Katelyn A. Bruno, Ph.D., is an instructor of medicine and lab manager of the Translational Cardiovascular Disease Research Laboratory of DeLisa Fairweather, Ph.D., at Mayo Clinic. Dr. Bruno uses disease models to investigate the mechanisms of viral myocarditis, dilated cardiomyopathy (DCM) and heart failure. She works on both basic molecular mechanisms of disease and clinical translational projects, including investigating new biomarkers to predict disease progression from myocarditis to DCM.
Currently, Dr. Bruno is leading an investigation on how collagen deficiency (such as Ehlers-Danlos syndrome) leads to increased myocarditis or other inflammatory diseases. Her newest research project involves assessing the mechanism by which cancer treatment drugs can cause myocarditis and cardiomyopathy in disease models, in order to prevent cardiomyopathy in oncology patients.
- Myocarditis, DCM and heart failure. Dr. Bruno's specific area of interest is environmental steroid hormones. She studies the effect of vitamin D deficiency and supplementation on myocarditis, DCM and heart failure. She has found that sex differences exist in vitamin D in animals and patients with myocarditis. She has also found that environmental exposure to endocrine disruptors such as bisphenol A and other plastics alter myocarditis. Dr. Bruno's work in this area includes translational research collaborations with Dr. Fairweather and Leslie T. Cooper, M.D.
- Hypermobility conditions and Ehlers-Danlos syndrome. Dr. Bruno is using disease models to investigate hypermobile Ehlers-Danlos syndrome (hEDS) to better understand the mechanism of disease and how viral or other infections may influence disease. Currently there are no models available to study hEDS.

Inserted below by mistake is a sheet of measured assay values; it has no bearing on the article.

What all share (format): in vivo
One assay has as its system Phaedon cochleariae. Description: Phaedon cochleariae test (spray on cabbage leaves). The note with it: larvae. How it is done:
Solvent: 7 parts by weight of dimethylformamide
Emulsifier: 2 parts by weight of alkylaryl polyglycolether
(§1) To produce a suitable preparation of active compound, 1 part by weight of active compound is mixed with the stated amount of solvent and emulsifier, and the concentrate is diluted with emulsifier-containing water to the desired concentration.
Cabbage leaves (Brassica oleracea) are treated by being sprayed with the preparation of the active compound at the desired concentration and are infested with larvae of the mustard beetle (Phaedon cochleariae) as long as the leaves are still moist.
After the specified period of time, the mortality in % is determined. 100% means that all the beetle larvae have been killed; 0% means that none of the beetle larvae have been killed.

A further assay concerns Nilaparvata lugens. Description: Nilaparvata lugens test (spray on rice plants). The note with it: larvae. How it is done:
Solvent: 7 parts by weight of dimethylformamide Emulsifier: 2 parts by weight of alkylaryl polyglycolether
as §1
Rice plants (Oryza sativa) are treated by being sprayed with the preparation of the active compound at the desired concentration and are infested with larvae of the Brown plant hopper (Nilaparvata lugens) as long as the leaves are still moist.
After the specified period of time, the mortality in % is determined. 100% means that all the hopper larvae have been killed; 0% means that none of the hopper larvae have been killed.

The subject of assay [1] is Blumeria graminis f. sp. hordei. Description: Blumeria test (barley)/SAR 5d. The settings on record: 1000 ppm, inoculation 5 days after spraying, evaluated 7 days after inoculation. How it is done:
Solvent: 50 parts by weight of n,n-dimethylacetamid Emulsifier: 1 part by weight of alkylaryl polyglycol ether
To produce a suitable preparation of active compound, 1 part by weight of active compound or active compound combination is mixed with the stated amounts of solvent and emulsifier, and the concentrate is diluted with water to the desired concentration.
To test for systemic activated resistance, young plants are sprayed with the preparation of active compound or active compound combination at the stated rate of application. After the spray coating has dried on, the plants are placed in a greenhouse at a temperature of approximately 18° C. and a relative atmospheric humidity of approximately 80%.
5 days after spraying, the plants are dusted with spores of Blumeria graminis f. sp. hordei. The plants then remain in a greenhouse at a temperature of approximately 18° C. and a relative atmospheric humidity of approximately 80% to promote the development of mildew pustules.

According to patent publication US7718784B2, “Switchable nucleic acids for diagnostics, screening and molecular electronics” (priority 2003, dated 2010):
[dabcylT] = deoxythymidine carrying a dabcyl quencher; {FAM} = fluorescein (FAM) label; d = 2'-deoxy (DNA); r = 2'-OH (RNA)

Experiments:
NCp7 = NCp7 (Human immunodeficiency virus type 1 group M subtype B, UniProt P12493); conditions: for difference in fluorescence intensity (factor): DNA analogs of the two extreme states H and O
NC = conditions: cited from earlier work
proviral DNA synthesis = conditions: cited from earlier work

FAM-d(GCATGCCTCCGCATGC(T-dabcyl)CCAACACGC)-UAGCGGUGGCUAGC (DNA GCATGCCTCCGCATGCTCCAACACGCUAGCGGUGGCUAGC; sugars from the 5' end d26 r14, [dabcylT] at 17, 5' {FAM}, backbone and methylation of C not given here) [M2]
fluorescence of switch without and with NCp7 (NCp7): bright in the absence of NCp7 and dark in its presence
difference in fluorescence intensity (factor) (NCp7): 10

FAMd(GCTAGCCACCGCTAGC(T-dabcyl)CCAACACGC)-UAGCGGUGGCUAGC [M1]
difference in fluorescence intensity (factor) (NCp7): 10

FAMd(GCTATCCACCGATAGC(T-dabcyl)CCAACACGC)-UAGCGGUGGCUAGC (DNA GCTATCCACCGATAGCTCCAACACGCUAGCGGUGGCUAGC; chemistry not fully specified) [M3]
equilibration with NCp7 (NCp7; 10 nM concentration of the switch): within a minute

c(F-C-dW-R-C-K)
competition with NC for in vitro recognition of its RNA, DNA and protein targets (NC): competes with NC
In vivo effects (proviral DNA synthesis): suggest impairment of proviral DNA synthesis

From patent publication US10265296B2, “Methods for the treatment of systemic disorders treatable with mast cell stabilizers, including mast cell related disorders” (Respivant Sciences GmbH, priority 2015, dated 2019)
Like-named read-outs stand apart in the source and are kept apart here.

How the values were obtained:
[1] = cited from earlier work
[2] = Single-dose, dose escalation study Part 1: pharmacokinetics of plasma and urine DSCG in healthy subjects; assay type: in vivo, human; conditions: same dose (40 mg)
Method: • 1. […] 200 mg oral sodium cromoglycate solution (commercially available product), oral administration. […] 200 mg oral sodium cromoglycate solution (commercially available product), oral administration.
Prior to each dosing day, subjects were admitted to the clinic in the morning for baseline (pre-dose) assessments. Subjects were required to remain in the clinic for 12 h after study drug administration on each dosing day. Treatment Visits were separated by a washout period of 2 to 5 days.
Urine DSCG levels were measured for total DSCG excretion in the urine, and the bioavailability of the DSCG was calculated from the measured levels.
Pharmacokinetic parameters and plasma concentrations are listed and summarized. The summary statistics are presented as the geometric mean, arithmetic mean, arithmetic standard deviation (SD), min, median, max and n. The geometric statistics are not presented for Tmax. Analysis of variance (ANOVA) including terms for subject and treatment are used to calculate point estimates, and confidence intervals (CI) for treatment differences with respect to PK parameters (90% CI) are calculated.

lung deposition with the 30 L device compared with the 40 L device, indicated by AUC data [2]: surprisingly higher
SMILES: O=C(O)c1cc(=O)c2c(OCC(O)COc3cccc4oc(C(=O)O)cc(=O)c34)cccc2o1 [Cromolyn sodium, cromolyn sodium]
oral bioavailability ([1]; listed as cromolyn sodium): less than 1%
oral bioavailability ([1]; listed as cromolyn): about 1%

- Cardio-oncology. Several case reports have found that oncology drugs can cause myocarditis in as many as 1 percent of patients, and there is a 50 percent fatality rate in those who develop myocarditis. Dr. Bruno is investigating the effect of cancer treatment drugs on cardiac inflammation (myocarditis and pericarditis) in order to prevent this adverse side effect in patients.
Significance to patient care
The focus of Dr. Bruno's research is to find breakthroughs in disease by better understanding the pathogenesis of disease in order to discover new diagnoses and therapies for patients with cardiovascular and autoimmune diseases such as myocarditis.
- Adjunct faculty, University of North Florida, 2018-present
- Assistant secretary of the board, Myocarditis Foundation, 2016-present
- Director of communications, International Society of Cardiomyopathies, Myocarditis, and Heart Failure, 2016-present
- Director of communications, Myocarditis Foundation, 2013-present
- Finalist, Jay N. Cohn New Investigator Award, Heart Failure Society of America, 2018